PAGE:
Gregory Halseth

Canada Research Chair in Rural and Small Town Studies

Tier 1 - 2017-11-01
Renewed: 2007-07-01, 2011-10-01, 2018-07-01
University of Northern British Columbia
Social Sciences and Humanities Research Council


Research involves

Understanding community and economic change in rural Canada and the challenges and opportunities faced by small towns.

Research relevance

This research will create better understanding of why rural and small town places are changing and help them find success in the global economy.

Renewing the foundations of small town Canada

What does the future hold for rural and small town Canada? Can resource-based, one-industry towns in rural Canada reinvent themselves?

Dr. Greg Halseth, Canada Research Chair in Rural and Small Town Studies, is attempting to find answers to these questions and on the impact of community and economic restructuring on the future of rural and small town Canada. Halseth is looking at how the assets and aspirations of small towns and rural areas can serve as the foundation for more flexible local and regional responses to ongoing change.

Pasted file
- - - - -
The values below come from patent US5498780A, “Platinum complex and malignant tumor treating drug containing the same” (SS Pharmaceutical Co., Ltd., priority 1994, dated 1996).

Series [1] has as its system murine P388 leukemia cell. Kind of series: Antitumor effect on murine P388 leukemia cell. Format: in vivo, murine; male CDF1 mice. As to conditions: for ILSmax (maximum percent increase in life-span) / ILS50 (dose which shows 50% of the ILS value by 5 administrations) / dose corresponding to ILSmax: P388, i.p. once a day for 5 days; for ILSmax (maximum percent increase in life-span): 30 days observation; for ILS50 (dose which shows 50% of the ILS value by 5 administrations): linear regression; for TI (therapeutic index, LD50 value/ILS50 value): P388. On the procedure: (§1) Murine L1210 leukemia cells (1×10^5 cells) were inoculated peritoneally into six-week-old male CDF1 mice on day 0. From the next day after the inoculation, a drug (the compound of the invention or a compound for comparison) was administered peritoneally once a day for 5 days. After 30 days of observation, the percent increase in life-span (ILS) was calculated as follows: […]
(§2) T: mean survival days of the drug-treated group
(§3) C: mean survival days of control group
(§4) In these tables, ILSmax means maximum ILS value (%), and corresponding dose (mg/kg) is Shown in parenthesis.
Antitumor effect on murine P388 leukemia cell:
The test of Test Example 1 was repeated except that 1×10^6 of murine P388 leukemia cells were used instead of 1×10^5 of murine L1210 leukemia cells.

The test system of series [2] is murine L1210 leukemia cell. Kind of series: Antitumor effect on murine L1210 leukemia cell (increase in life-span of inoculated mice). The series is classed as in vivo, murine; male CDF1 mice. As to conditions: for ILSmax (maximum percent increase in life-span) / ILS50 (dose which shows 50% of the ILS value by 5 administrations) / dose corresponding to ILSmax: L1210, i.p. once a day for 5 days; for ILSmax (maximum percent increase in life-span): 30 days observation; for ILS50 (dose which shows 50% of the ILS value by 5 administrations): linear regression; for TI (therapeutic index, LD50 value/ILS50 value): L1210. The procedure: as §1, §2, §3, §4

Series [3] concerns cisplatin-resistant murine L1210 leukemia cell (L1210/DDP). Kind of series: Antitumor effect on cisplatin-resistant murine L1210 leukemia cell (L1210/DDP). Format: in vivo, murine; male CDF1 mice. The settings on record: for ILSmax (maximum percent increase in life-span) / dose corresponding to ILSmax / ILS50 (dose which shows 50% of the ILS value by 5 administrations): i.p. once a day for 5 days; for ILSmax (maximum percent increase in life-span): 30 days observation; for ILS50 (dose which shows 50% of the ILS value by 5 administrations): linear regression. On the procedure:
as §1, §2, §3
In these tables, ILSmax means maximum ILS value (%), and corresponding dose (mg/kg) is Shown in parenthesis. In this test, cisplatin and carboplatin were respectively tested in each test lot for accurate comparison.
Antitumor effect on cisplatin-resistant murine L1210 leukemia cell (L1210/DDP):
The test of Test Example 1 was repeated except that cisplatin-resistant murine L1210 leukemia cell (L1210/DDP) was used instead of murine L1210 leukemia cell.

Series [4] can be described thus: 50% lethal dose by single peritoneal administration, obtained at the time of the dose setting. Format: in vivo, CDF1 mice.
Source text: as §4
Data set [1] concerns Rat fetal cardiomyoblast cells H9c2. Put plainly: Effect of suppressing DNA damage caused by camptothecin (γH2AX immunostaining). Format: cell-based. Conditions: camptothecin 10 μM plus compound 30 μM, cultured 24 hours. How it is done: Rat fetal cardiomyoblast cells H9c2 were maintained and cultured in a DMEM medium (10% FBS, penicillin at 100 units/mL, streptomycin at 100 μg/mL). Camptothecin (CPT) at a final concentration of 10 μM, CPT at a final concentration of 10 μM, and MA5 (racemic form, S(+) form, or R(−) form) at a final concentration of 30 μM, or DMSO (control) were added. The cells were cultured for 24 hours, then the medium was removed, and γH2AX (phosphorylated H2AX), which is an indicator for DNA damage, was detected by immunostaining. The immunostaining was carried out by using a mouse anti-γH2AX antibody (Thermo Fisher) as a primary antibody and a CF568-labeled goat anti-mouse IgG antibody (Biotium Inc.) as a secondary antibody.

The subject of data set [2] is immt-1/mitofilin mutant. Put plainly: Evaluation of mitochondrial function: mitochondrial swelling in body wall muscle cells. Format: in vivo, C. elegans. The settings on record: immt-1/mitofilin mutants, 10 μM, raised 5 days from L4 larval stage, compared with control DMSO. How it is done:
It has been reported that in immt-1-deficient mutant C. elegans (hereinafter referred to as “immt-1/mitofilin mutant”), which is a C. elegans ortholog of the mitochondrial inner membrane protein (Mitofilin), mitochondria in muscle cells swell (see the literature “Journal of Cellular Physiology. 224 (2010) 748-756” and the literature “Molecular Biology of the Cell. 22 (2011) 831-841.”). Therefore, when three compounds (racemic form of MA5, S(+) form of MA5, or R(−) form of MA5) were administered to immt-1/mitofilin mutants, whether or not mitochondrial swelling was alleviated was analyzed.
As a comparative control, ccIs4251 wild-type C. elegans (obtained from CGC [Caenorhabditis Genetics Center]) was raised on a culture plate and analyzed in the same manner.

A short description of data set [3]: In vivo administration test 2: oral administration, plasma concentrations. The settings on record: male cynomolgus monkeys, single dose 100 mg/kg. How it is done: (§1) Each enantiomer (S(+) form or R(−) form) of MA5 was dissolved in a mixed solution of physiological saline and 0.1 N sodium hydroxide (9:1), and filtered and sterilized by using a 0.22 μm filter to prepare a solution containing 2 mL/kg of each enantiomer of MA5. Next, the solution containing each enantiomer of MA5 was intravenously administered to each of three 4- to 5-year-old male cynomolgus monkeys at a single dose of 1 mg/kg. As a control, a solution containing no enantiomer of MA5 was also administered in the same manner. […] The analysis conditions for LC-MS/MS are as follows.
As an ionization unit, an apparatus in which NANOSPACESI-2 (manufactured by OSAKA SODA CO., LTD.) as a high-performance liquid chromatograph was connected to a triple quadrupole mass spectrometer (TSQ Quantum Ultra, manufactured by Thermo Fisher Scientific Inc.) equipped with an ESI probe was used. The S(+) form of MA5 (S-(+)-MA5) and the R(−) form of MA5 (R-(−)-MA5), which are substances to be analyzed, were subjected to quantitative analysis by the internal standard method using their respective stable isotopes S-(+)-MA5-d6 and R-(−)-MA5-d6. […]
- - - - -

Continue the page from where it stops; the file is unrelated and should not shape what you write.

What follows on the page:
Rural areas and small towns around the world are struggling to find success in the new rural economy, which is linked to changes in resource economies and to the increasingly fast-paced and connected global economy. Halseth is identifying the local, regional and global interlinkages that affect small town communities, and the strategic options they can use to respond to the challenges and opportunities created by change.

Halseth is examining how changes in global-local links create both challenges and opportunities. He is also looking at how prepared rural and small town Canada is for changes in employment in resource industries. In addition, he is exploring rural success stories where local assets and leadership have combined to reduce problems and take advantage of opportunities.

Halseth’s research on rural and small town renewal will provide rural and small town Canada with tools to improve their policy- and decision-making.